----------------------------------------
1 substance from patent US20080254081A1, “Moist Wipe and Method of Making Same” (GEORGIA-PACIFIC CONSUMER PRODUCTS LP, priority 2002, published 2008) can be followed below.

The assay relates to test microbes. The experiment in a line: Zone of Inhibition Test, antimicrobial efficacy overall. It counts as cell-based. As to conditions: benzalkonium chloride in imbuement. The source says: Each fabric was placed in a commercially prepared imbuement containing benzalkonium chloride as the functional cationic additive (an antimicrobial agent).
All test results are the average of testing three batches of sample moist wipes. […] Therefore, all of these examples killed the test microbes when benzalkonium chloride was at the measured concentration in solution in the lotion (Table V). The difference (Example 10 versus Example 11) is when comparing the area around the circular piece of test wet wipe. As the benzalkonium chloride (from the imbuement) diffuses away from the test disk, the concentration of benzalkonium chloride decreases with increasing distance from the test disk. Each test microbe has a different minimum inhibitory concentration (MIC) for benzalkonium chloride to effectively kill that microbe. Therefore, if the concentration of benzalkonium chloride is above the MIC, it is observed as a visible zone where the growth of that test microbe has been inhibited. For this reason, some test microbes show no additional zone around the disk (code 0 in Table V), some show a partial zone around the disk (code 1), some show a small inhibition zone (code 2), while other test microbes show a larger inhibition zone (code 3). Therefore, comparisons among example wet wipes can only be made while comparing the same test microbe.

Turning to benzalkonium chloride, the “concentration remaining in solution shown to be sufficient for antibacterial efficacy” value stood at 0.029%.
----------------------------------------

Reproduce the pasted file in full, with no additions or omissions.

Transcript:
1 substance from patent US20080254081A1, “Moist Wipe and Method of Making Same” (GEORGIA-PACIFIC CONSUMER PRODUCTS LP, priority 2002, published 2008) can be followed below.

The assay relates to test microbes. The experiment in a line: Zone of Inhibition Test, antimicrobial efficacy overall. It counts as cell-based. As to conditions: benzalkonium chloride in imbuement. The source says: Each fabric was placed in a commercially prepared imbuement containing benzalkonium chloride as the functional cationic additive (an antimicrobial agent).
All test results are the average of testing three batches of sample moist wipes. […] Therefore, all of these examples killed the test microbes when benzalkonium chloride was at the measured concentration in solution in the lotion (Table V). The difference (Example 10 versus Example 11) is when comparing the area around the circular piece of test wet wipe. As the benzalkonium chloride (from the imbuement) diffuses away from the test disk, the concentration of benzalkonium chloride decreases with increasing distance from the test disk. Each test microbe has a different minimum inhibitory concentration (MIC) for benzalkonium chloride to effectively kill that microbe. Therefore, if the concentration of benzalkonium chloride is above the MIC, it is observed as a visible zone where the growth of that test microbe has been inhibited. For this reason, some test microbes show no additional zone around the disk (code 0 in Table V), some show a partial zone around the disk (code 1), some show a small inhibition zone (code 2), while other test microbes show a larger inhibition zone (code 3). Therefore, comparisons among example wet wipes can only be made while comparing the same test microbe.

Turning to benzalkonium chloride, the “concentration remaining in solution shown to be sufficient for antibacterial efficacy” value stood at 0.029%.